Edible City is a documentary film focusing on food justice and food security, seen through different urban farming projects in the San Francisco Bay area. It aims to show the grassroots response communities are having to issues like climate change, rising food and gas prices, and health concerns. The film is slated for release in the fall of 2009, but in the meantime, here is a taste of what it is all about. (Enjoy the clips from Food for Thought? Check out the videos)
Access to food that is good, clean and fair is an issue of great importance when we talk about changing the food system. Many would argue that education is the key to changing the way people think about food, but how to reach out to people in underserved communities? Last week, we featured a video on Growing Power, the Milwaukee-based non-profit farm education program started by Will Allen, recipient of a MacArthur “Genius” Grant this year. Above is another video, featuring the work happening at the People’s Grocery in West Oakland, where as you will hear on the video, there are 50 liquor stores and not one grocery store. This disparity in food access is unjust, and cannot exist if we are to have a better food system.
Water is a vital part of life, but should it be a commodity? This is the question FLOW explores, not just in developing countries where the issue is paramount, but in the United States as well. Water is currently a $400 billion industry, the third largest behind oil and electricity. Because of pollution, scarcity and corporate control, water availability is the largest issue facing humanity in this century.
At the Eat-In on Labor Day at Slow Food Nation, we were asked to write a small step we could take to help change the food system on a banner. Some people wrote that they would host their own Eat-In (essentially a potluck with a purpose) or that they would stop buying bottled water. I had agreed to an initiative a friend in England had cooked up called Eat the Change, so I wrote what I’d agreed to: eating mostly unpackaged, local-as-possible food for one week in September.
Urban agriculturist Will Allen recognized a need for the delivery of healthy foods to underserved, urban populations in Milwaukee, Wisconsin where he lives. In 1993, he started working with neighborhood children on a gardening project. It was there that he planted the seeds for the farming methods and educational programs that would become the non-profit, Growing Power, that he now runs, and for which he is the recipient of a MacArthur Fellowship this year.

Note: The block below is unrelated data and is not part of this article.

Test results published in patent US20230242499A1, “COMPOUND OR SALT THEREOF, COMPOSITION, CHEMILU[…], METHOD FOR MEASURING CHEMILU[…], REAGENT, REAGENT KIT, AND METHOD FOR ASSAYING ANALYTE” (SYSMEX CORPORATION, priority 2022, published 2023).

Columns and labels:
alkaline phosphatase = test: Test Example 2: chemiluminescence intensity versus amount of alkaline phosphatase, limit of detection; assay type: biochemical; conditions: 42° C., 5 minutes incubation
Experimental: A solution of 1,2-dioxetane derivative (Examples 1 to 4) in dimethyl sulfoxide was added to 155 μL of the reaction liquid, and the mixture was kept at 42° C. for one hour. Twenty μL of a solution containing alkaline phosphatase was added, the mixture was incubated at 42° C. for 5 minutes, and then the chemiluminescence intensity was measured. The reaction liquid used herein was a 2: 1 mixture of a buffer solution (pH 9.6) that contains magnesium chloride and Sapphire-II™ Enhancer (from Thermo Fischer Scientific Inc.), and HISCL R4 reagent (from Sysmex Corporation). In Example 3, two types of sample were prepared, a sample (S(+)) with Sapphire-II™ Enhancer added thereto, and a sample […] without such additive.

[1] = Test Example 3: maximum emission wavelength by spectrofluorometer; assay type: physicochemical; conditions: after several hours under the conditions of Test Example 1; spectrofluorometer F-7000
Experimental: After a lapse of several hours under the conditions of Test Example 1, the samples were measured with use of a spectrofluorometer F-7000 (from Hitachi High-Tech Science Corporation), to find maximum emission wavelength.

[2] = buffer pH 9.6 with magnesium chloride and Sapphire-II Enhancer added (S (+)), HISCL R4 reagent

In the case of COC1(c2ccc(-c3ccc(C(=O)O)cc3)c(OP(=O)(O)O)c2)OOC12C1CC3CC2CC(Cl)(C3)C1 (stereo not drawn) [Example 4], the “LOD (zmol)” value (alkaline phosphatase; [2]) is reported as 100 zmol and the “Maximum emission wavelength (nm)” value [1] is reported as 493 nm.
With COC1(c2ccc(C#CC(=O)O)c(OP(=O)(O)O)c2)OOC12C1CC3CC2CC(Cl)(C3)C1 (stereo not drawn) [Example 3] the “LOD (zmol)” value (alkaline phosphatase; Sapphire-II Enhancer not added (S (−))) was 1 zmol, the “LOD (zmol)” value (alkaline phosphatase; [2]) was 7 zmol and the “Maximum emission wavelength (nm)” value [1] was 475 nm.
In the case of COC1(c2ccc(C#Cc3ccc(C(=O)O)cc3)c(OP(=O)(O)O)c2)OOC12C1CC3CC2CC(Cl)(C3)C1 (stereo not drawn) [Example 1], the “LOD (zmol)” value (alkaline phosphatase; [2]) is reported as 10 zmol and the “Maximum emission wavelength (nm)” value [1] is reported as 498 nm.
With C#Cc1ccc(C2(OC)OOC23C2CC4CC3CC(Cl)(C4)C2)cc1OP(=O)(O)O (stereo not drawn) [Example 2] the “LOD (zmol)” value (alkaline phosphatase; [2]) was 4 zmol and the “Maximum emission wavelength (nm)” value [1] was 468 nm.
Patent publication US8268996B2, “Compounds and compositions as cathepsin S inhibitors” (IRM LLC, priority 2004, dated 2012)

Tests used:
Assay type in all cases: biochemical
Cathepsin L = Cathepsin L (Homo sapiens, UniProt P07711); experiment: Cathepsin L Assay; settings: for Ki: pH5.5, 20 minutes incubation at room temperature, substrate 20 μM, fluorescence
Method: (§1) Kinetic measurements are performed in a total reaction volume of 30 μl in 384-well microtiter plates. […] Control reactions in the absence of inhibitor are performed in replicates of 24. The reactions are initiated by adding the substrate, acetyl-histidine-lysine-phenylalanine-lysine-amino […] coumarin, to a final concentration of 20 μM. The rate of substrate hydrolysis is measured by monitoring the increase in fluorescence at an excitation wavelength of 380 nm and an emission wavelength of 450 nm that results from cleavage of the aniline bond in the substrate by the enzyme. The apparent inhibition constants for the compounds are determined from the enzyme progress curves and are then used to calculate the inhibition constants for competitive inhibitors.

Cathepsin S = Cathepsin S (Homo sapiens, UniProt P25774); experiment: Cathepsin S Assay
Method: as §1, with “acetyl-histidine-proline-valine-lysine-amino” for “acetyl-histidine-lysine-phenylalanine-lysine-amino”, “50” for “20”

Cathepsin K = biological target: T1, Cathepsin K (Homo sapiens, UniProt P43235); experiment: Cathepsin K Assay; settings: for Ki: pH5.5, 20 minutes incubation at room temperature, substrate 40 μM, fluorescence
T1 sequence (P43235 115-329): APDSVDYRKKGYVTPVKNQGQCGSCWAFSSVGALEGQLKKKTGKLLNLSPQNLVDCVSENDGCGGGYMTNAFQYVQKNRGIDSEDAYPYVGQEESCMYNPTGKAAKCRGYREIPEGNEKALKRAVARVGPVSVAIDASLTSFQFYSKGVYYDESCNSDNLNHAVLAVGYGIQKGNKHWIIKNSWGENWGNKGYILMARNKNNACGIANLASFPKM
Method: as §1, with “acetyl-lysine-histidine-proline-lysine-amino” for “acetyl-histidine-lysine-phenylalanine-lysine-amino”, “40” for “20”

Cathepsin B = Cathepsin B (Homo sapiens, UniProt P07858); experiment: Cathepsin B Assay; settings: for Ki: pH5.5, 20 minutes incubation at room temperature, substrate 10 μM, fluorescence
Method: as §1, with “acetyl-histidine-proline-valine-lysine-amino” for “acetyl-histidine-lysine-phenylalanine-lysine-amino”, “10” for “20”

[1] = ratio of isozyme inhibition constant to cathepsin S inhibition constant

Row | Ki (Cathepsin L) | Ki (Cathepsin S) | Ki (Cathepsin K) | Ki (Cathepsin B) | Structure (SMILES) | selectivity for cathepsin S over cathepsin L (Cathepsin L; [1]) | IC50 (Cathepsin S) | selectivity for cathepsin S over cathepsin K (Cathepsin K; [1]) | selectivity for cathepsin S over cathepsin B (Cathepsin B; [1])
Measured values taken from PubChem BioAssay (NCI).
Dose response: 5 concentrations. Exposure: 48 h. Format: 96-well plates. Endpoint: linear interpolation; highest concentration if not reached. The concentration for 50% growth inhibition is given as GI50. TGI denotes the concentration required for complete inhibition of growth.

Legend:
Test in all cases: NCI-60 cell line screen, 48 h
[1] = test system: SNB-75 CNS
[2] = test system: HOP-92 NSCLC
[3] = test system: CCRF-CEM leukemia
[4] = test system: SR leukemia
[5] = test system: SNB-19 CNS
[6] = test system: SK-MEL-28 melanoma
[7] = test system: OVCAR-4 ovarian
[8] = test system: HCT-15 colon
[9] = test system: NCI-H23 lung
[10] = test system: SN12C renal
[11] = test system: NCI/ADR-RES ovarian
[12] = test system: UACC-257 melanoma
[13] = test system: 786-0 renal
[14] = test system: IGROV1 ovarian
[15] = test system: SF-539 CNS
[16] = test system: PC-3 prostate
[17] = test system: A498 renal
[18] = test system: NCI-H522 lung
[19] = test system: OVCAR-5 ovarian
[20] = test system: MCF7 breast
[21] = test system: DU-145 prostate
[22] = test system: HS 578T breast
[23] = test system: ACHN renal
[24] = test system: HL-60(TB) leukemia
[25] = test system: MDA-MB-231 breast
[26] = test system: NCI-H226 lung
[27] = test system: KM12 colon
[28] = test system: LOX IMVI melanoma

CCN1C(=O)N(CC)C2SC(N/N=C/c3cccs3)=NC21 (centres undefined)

It’s become something of a cliché: Don’t bring home a kitchen tool that does only one thing. A spoon for shagging olives which — alas!– cannot hold liquids because it has a hole in its bowl; a sharp-bladed wheel suitable only for slicing pizza; a pot that makes only fondue. Clear out these special-interest items, they say, so you’ll have more room for your one all-purpose knife.
Labor Day weekend presented a milestone in the sustainable food movement as gourmands and activists convened in the Bay Area at Slow Food Nation’s first pass at assimilating the pleasures of food, food pathway transparency, and open conversation about the policies that govern its production. Attendants and passersby ate, celebrated, and engaged, during a spirited instant when a bare sketch of an embryonic food culture began to appear.
One thing that separates the Slow Food Gadgeteer from other, more sensible cooks is not being able to leave a simple ingredient well enough alone. Consider, for example, the egg, which as you know is nature’s perfect food, comes in its own container and generally requires only heating with salt and pepper.
One of the side effects of a corporate leaning agriculture policy has been the dearth of information found on the labels of consumer-bought produce, meat and other foods. But on September 30th, Country of Origin Labeling (COOL) will finally be put in effect for perishable food items. This will require all unprocessed meats, produce, nuts and other commodities to be appropriately labeled with the country where they were produced, empowering the consumer in the event of a pathogen outbreak but also enabling the consumer to find fresher, more local edibles.